I think it is important to tie the technology to the objective because we are using the technology as a tool to help students learn the content. We can also have the students demonstrate level of mastery through a variety of technologically based products.
We need to hold students accountable for the work done at stations so that we can determine whether learning is occurring. The stations provide opportunities for students to learn the content in a variety of ways. It is a way for us to differentiate the content to better meet the needs of our students. If we do not hold them accountable, then it becomes a “play” time and not a “learning” experience.
Interactive Websites – PhET was one of the links I checked out. Some of the interactive simulations were pretty cool, but others seem to lack clear direction and were somewhat confusing. I did see a couple that I feel can fit with my curriculum on Force & Motion. I still like having students actually using some of the flipcharts as a station. This allows them to review the information and you can hold them accountable through the ActiVotes/expressions and even using a quick write as a summary of their visit to the station.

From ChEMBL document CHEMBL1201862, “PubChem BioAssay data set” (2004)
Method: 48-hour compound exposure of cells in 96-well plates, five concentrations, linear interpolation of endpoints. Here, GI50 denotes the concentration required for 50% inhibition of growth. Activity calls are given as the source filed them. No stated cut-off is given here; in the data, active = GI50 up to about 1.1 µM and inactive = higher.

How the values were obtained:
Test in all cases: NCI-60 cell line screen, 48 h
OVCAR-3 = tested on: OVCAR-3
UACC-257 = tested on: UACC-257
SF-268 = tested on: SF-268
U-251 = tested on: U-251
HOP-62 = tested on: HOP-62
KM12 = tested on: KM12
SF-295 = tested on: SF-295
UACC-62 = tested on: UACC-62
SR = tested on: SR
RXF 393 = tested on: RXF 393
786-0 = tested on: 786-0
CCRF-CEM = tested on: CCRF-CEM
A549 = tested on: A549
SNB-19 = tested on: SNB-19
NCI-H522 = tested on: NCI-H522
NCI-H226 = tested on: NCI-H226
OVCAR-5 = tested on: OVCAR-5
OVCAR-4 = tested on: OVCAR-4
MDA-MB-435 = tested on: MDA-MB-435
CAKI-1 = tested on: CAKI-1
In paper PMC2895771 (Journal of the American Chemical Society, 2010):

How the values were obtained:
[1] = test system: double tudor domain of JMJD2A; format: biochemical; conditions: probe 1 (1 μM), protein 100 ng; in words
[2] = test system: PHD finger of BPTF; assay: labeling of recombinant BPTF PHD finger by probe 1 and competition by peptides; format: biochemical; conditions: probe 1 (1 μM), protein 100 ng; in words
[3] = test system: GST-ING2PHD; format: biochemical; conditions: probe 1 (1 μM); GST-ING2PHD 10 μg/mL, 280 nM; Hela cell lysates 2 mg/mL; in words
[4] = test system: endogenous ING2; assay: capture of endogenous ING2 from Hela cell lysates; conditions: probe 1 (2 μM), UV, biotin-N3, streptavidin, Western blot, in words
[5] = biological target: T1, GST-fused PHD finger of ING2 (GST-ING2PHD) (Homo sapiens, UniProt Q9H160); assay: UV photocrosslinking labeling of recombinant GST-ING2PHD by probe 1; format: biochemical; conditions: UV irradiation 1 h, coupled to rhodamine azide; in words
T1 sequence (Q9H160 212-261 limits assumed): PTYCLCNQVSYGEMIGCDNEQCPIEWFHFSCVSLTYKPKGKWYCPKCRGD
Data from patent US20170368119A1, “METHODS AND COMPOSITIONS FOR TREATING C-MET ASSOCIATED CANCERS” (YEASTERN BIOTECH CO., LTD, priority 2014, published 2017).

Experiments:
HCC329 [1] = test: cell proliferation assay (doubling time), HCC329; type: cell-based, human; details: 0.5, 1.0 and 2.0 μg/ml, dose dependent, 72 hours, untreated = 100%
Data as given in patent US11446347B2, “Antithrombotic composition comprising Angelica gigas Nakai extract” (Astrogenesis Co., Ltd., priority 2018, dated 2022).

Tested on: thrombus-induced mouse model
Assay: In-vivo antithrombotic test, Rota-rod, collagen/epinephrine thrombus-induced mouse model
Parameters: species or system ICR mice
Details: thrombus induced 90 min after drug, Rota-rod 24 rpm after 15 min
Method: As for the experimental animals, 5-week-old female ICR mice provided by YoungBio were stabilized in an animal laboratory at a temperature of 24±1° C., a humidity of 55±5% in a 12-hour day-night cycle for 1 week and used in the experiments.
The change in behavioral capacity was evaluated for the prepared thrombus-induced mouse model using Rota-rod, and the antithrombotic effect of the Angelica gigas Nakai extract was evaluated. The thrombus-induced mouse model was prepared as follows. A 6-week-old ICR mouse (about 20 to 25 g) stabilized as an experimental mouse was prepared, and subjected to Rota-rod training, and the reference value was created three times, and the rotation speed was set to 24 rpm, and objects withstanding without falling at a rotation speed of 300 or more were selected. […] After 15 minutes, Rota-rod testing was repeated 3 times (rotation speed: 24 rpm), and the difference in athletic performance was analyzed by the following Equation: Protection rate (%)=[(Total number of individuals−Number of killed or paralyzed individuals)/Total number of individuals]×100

Apps – A few of the apps that I like are, of course, Dictionary.com App. The students frequently choose to use this app over the old-fashioned book on the shelf. The iTalk Recorder would be another good app to use as a station. As a Science teacher, I can see using this as a way to have students discuss their observations during a lab and then the discussion that follows the completion of a lab. With a set of questions to guide the discussion, the students can record it and you can listen to help evaluate and assess whether learning occurred. It helps keep them accountable. We have used several different Flash Card apps in the past, but I would like to find one where I can type up the vocabulary information and then sync it to the iPods/iPads. One of the problems I found in the past is that students rarely check their spelling or even the information they typed into the device. If I could do it once, then sync it, I would be assured that the students had the correct terms and definitions.
Students can use the iPads/iPods to blog, or collaborate on documents together. They can also use them to research topics, read iBooks, and create a variety of electronic projects. We can also use them to Skype with other classrooms or individual students. I think there are so many ways to use the mobile devices, that we are only limited by our imagination and our time, and of course, a wireless connection! J